It’s no secret that J.R.R. Tolkien pulled from the world around him to create some of the iconic places in Middle Earth. Landscapes and locations near his home in England helped shape places like the Shire. But did he also receive inspiration for the One Ring from real life? A new exhibition at the Vyne explores the significance of a Roman ring as it relates to The Lord of the Rings.
The ring was found at an archaeological site in Silchester and belonged to a family for centuries before going to the the National Trust in the 1930s. It’s said to be cursed and bears a Latin inscription that says “Senicianus live well in God.” Tolkien knew about the ring, as he was consulted about it during his time as a professor at Oxford.
The ring connects to Tolkien through another archaeological site, Lydney in Gloucestershire, commonly known as “Dwarf’s Hill.” There, a tablet tells of the curse on Senicianus’ ring. According to the tablet, a man named Silvianus tells an obscure deity called Nodens that Senicianus stole his ring. The tablet lays a curse on any bearing the name Senicianus until the thief returns the ring to Nodens’ temple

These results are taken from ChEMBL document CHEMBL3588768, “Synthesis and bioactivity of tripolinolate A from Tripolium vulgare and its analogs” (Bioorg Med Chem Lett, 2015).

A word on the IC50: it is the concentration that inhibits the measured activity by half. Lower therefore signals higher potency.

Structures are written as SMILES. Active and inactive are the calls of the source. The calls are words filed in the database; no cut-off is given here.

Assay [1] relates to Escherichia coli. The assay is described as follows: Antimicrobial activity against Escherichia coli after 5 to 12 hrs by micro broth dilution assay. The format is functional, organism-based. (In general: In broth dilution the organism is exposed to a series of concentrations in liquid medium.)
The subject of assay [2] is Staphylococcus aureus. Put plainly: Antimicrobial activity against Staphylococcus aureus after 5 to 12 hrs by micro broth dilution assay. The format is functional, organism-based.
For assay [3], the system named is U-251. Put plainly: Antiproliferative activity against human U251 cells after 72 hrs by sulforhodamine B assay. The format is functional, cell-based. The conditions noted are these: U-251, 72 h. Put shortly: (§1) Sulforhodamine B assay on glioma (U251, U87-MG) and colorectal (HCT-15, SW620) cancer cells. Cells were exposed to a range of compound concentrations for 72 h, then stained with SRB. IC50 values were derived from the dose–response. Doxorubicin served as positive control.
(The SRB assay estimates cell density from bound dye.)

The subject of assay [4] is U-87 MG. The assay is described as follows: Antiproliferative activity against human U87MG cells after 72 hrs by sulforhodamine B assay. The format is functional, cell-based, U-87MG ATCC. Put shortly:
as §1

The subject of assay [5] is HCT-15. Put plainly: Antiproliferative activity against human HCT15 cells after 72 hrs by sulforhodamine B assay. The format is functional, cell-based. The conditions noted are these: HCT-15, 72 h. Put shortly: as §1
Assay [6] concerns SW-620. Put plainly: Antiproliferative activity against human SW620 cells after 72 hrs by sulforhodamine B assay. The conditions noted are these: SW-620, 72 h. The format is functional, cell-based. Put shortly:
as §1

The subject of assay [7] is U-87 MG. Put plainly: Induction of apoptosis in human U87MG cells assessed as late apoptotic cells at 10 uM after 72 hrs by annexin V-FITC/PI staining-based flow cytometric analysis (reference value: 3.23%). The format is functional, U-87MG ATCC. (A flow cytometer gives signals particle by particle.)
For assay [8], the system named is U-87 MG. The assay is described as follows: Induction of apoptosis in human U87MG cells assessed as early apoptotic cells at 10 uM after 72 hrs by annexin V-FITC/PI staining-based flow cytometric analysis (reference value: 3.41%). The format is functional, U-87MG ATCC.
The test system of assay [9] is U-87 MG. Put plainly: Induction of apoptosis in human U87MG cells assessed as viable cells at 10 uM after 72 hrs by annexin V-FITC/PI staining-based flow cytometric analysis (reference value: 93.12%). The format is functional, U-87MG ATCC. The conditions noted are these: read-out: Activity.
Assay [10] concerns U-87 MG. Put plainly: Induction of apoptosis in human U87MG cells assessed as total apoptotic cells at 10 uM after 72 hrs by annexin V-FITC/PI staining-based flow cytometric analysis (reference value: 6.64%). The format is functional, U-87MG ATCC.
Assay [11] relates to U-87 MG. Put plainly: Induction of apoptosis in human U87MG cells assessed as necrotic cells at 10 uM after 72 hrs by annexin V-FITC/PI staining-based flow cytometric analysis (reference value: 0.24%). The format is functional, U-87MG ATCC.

In 1929, archaeologist Sir Mortimer Wheeler (the man who connected the tablet with the ring) asked Tolkien to advise him on the name of the god.
It sure seems like there could be a connection. The ring is on display at the Vyne alongside a first edition of The Hobbit and a copy of the curse. Visitors can vote on whether they think the ring is connected to the story or not. What do you think?